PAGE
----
On 15 January 2024, the Tel Aviv District Labor Court reversed the dismissal of Meir Baruchin.
Baruchin, a teacher with 30 years’ experience in Israeli secondary schools lost his job and was was detained in solitary confinement in November 2023 for posting critical comments about the IDF and Israel occupation on social media. (See excerpt from a Guardian article below)
The judge ruled that the Petah Tikva municipality did not supply a justifiable cause for dismissal, adding that the Hamas attack and the war in Gaza do not change ‘the boundaries of teachers’ freedom of speech’.
The court also ordered the Education Ministry to wipe the allegations from the teacher’s record so he will be free to work at high schools around the country.
The court ruled that posts voicing opposition to the “occupation” — Israel’s military control in the West Bank — do not amount to supporting terror.
An Haaretz’s editorial stated at the time of Baruchin’s arrest: “Make no mistake: Baruchin was used as a political tool to send a political message. The motive for his arrest was deterrence – silencing any criticism or any hint of protest against Israeli policy,”
A defeat for the Israeli state, at a time when a new wave of protest by Israeli and Arab is ‘demanding a ceasefire agreement, the release of the hostages and the end of the killing in Gaza’
(Source Haaretz and The Times of Israel, 15 January 2024)
‘It is a time of witch hunts in Israel’: teacher held in solitary confinement for posting concern about Gaza deaths
Meir Baruchin, who was fired and jailed for criticising the military, says that many who agree with him are afraid to go public
An unlikely charge of intent to commit treason landed Meir Baruchin, a grey-haired, softly spoken history and civics teacher, in the solitary confinement wing of Jerusalem’s notorious “Russian Compound” prison in early November.
The evidence compiled by police who handcuffed him, then drove to his apartment and ransacked it as he watched, was a series of Facebook posts he’d made, mourning the civilians killed in Gaza, criticising the Israeli military, and warning against wars of revenge.
“Horrific images are pouring in from Gaza. Entire families were wiped out. I don’t usually upload pictures like this, but look what we do in revenge,” said a message on 8 October, below a picture of the Abu Daqqa family, killed in one of the first airstrikes on Gaza. “Anyone who thinks this is justified because of what happened yesterday, should unfriend themselves. I ask everyone else to do everything possible to stop this madness. Stop it now. Not later, Now!!!”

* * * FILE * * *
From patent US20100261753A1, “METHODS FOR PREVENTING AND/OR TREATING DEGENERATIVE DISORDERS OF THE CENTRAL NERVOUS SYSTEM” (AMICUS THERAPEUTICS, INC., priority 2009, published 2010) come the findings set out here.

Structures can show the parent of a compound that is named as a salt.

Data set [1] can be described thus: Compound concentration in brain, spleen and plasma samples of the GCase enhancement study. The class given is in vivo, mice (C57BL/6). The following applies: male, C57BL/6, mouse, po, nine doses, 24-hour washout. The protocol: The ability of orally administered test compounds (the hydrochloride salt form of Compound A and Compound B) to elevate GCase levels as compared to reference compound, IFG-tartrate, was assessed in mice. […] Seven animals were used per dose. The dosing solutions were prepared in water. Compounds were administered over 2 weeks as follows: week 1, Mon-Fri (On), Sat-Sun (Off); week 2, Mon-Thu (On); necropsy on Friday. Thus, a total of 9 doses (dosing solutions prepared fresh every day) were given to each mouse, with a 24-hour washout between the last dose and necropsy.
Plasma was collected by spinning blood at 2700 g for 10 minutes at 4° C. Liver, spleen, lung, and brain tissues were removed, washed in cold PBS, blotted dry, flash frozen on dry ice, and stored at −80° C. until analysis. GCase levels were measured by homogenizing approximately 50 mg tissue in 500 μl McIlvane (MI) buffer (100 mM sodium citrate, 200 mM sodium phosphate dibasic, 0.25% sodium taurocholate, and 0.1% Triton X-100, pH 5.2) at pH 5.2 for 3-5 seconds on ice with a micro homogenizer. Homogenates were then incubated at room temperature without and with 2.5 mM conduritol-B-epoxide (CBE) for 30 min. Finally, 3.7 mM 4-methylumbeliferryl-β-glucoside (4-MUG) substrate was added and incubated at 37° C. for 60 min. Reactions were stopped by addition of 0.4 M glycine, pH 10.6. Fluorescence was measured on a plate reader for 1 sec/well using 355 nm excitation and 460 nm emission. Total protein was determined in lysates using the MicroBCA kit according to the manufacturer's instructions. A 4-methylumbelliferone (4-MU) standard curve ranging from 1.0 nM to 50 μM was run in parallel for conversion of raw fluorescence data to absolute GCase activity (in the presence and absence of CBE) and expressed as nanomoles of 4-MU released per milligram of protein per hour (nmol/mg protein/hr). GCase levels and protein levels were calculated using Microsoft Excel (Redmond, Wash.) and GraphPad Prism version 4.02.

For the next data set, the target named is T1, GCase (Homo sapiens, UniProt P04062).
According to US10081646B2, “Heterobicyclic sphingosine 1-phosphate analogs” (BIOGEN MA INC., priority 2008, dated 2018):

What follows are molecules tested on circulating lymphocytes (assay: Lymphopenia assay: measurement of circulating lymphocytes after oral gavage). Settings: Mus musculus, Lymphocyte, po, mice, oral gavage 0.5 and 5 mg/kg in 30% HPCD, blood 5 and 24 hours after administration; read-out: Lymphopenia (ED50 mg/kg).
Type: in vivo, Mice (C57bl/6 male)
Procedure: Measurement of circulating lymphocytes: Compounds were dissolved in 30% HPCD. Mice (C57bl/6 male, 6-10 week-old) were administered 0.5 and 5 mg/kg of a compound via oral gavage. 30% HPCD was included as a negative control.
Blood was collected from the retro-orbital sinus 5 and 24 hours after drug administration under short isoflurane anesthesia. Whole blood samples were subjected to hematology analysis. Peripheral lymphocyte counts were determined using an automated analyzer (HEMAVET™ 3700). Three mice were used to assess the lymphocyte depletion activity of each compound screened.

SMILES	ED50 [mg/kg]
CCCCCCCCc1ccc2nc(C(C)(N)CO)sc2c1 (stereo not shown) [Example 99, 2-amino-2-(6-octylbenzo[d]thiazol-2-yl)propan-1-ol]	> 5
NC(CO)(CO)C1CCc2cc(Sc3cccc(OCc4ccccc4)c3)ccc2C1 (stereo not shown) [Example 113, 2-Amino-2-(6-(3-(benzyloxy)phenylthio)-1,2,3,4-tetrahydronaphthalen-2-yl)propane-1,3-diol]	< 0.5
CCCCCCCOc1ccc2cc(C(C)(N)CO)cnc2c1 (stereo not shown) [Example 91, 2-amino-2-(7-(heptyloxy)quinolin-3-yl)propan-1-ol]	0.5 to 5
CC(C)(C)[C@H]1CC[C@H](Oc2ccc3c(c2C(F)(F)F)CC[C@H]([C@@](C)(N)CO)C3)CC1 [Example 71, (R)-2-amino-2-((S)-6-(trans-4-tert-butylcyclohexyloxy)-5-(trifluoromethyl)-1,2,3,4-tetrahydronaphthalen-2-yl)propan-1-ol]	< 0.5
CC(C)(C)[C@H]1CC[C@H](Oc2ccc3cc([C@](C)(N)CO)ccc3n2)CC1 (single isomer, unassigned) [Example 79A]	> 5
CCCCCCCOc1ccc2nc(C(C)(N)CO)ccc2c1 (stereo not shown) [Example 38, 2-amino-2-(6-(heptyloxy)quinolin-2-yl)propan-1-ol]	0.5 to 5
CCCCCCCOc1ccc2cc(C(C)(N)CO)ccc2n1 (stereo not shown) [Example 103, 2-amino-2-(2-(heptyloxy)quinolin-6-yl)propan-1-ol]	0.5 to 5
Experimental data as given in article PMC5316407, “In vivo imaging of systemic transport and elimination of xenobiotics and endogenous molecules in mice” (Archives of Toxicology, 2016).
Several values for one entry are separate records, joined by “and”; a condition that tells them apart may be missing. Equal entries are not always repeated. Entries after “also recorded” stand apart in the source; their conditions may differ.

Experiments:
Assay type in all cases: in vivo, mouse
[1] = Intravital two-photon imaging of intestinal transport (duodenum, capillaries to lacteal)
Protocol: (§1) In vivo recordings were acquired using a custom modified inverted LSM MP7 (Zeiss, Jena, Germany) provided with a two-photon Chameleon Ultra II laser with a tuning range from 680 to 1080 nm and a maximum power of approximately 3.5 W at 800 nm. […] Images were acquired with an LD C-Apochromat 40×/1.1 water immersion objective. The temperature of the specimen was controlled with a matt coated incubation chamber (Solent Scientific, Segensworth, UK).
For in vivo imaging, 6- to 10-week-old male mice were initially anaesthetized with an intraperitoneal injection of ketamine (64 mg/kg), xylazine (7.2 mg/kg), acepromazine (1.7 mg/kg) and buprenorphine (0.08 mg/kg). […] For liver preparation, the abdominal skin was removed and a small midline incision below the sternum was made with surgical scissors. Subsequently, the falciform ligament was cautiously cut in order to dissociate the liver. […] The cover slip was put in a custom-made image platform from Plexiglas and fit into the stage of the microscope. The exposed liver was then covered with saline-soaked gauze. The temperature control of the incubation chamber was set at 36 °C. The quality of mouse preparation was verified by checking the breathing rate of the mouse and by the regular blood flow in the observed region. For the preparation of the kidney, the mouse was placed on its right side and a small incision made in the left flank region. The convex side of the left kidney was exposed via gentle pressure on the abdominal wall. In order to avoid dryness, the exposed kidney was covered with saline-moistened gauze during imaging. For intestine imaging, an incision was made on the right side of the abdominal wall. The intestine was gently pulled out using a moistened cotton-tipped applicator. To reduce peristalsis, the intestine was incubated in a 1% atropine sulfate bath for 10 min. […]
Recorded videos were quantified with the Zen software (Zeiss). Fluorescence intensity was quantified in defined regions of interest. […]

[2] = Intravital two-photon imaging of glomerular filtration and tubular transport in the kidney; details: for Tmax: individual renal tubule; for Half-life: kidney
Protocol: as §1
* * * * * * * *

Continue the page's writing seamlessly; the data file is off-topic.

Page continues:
It was the day after Hamas’s horrific attack on Israel, when the country was reeling from the slaughter of 1,200 people and the kidnapping of more than 240.
He knew his views about the Israeli military were controversial; similar criticism at a less volatile time had cost him a teaching post in the city of Rishon LeZion, near Tel Aviv, three years earlier. He also thought expressing them was vitally important as the country decided how to respond.
I became a ‘Hamas supporter’, because I expressed my opposition to targeting innocent civilians
“Most Israelis don’t know much about Palestinians. They think they are terrorists, all of them, or vague images with no names, no faces, no family, no homes, no hopes,” Baruchin said. “What I am trying to do in my posts is present Palestinians as human beings.”
Ten days after that Facebook message, he was fired from his teaching job in Petach Tikvah municipality. Less than a month later he was in a high-security jail, detained to give police more time to investigate critical views he had never tried to hide.
Inside Israel, veteran journalists, intellectuals and rights activists say, there is little public space for dissent about the war in Gaza, even three months into an offensive that has killed 23,000 Palestinians and has no end in sight. “Make no mistake: Baruchin was used as a political tool to send a political message. The motive for his arrest was deterrence – silencing any criticism or any hint of protest against Israeli policy,” the long-established Haaretz newspaper said in an editorial.
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